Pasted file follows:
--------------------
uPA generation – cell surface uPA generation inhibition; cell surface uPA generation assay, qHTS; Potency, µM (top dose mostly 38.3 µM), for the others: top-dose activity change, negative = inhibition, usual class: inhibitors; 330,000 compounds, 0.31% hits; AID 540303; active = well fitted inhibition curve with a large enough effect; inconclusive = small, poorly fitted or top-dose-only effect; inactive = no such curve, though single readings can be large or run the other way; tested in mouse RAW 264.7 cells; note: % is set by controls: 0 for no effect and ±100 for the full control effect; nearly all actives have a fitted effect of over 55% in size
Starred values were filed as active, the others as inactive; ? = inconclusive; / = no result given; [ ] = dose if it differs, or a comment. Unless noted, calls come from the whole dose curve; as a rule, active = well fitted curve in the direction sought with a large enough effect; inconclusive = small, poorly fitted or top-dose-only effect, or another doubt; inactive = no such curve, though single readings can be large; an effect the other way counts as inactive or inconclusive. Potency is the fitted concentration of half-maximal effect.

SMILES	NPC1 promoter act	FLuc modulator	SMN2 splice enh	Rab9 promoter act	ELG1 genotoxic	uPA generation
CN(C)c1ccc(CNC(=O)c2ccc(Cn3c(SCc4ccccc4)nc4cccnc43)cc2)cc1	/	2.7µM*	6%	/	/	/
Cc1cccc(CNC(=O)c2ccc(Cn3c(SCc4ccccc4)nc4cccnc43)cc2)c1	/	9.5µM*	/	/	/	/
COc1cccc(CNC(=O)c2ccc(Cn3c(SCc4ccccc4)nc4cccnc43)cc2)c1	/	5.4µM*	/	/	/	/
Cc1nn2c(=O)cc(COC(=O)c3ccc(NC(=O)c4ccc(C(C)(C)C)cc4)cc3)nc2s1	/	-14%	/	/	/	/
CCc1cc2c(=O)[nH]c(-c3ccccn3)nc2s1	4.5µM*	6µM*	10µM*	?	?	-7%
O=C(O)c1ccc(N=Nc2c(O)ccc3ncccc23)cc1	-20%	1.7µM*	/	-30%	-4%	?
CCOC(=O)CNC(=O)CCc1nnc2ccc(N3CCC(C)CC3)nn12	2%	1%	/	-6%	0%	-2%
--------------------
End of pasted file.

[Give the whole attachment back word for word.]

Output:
uPA generation – cell surface uPA generation inhibition; cell surface uPA generation assay, qHTS; Potency, µM (top dose mostly 38.3 µM), for the others: top-dose activity change, negative = inhibition, usual class: inhibitors; 330,000 compounds, 0.31% hits; AID 540303; active = well fitted inhibition curve with a large enough effect; inconclusive = small, poorly fitted or top-dose-only effect; inactive = no such curve, though single readings can be large or run the other way; tested in mouse RAW 264.7 cells; note: % is set by controls: 0 for no effect and ±100 for the full control effect; nearly all actives have a fitted effect of over 55% in size
Starred values were filed as active, the others as inactive; ? = inconclusive; / = no result given; [ ] = dose if it differs, or a comment. Unless noted, calls come from the whole dose curve; as a rule, active = well fitted curve in the direction sought with a large enough effect; inconclusive = small, poorly fitted or top-dose-only effect, or another doubt; inactive = no such curve, though single readings can be large; an effect the other way counts as inactive or inconclusive. Potency is the fitted concentration of half-maximal effect.

SMILES	NPC1 promoter act	FLuc modulator	SMN2 splice enh	Rab9 promoter act	ELG1 genotoxic	uPA generation
CN(C)c1ccc(CNC(=O)c2ccc(Cn3c(SCc4ccccc4)nc4cccnc43)cc2)cc1	/	2.7µM*	6%	/	/	/
Cc1cccc(CNC(=O)c2ccc(Cn3c(SCc4ccccc4)nc4cccnc43)cc2)c1	/	9.5µM*	/	/	/	/
COc1cccc(CNC(=O)c2ccc(Cn3c(SCc4ccccc4)nc4cccnc43)cc2)c1	/	5.4µM*	/	/	/	/
Cc1nn2c(=O)cc(COC(=O)c3ccc(NC(=O)c4ccc(C(C)(C)C)cc4)cc3)nc2s1	/	-14%	/	/	/	/
CCc1cc2c(=O)[nH]c(-c3ccccn3)nc2s1	4.5µM*	6µM*	10µM*	?	?	-7%
O=C(O)c1ccc(N=Nc2c(O)ccc3ncccc23)cc1	-20%	1.7µM*	/	-30%	-4%	?
CCOC(=O)CNC(=O)CCc1nnc2ccc(N3CCC(C)CC3)nn12	2%	1%	/	-6%	0%	-2%